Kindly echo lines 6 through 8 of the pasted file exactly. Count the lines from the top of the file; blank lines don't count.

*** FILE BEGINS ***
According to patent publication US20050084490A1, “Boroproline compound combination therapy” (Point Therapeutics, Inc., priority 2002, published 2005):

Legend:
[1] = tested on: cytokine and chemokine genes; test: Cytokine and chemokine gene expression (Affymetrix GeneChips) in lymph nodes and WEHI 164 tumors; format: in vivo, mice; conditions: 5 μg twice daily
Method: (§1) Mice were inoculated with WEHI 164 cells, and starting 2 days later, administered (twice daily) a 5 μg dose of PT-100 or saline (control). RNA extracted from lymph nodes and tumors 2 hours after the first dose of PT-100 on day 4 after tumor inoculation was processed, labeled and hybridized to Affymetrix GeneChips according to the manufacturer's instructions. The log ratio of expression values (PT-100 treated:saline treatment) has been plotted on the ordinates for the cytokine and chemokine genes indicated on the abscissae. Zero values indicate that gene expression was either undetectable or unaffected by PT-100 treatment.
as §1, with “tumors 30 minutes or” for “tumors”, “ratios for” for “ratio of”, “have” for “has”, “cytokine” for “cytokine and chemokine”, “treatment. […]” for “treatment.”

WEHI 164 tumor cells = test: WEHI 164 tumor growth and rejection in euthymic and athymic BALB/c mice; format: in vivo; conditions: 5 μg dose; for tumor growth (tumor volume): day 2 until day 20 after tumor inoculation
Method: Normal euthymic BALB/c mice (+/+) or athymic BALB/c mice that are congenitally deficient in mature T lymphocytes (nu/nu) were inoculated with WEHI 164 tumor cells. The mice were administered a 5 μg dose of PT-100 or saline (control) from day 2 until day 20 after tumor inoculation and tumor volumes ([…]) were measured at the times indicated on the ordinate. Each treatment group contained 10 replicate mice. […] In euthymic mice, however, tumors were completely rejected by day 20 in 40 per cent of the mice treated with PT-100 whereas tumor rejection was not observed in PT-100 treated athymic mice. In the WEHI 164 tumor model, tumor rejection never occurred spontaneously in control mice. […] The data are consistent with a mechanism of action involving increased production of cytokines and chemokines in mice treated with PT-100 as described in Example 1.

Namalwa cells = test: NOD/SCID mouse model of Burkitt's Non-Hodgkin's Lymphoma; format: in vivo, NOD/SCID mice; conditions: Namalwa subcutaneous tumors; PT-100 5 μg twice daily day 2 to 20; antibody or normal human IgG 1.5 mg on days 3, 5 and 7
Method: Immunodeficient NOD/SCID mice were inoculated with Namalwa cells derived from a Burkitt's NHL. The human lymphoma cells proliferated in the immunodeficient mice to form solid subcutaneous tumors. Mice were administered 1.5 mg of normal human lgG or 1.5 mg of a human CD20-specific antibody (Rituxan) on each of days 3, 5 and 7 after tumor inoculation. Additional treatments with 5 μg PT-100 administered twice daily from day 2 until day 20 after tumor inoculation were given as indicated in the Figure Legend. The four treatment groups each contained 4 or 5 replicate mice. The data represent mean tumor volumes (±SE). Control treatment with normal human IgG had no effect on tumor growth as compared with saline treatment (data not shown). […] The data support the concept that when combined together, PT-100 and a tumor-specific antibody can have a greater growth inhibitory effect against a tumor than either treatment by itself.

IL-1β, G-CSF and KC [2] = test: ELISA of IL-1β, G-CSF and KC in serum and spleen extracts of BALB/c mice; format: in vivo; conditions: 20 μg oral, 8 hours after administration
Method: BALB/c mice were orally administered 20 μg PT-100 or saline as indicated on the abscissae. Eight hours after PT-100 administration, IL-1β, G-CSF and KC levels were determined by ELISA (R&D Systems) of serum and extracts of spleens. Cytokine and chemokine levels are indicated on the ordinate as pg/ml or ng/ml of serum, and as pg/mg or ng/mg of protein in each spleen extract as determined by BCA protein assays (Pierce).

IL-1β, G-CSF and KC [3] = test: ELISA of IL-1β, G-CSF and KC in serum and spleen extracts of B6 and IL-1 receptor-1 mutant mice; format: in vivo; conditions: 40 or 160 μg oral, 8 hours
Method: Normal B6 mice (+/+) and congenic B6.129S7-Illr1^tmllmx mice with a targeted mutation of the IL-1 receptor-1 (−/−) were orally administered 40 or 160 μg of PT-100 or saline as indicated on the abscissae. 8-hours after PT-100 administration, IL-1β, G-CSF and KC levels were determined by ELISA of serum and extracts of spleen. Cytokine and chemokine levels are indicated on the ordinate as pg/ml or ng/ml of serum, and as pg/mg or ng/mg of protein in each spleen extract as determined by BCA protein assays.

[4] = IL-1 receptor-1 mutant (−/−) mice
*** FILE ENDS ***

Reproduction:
WEHI 164 tumor cells = test: WEHI 164 tumor growth and rejection in euthymic and athymic BALB/c mice; format: in vivo; conditions: 5 μg dose; for tumor growth (tumor volume): day 2 until day 20 after tumor inoculation
Method: Normal euthymic BALB/c mice (+/+) or athymic BALB/c mice that are congenitally deficient in mature T lymphocytes (nu/nu) were inoculated with WEHI 164 tumor cells. The mice were administered a 5 μg dose of PT-100 or saline (control) from day 2 until day 20 after tumor inoculation and tumor volumes ([…]) were measured at the times indicated on the ordinate. Each treatment group contained 10 replicate mice. […] In euthymic mice, however, tumors were completely rejected by day 20 in 40 per cent of the mice treated with PT-100 whereas tumor rejection was not observed in PT-100 treated athymic mice. In the WEHI 164 tumor model, tumor rejection never occurred spontaneously in control mice. […] The data are consistent with a mechanism of action involving increased production of cytokines and chemokines in mice treated with PT-100 as described in Example 1.

Namalwa cells = test: NOD/SCID mouse model of Burkitt's Non-Hodgkin's Lymphoma; format: in vivo, NOD/SCID mice; conditions: Namalwa subcutaneous tumors; PT-100 5 μg twice daily day 2 to 20; antibody or normal human IgG 1.5 mg on days 3, 5 and 7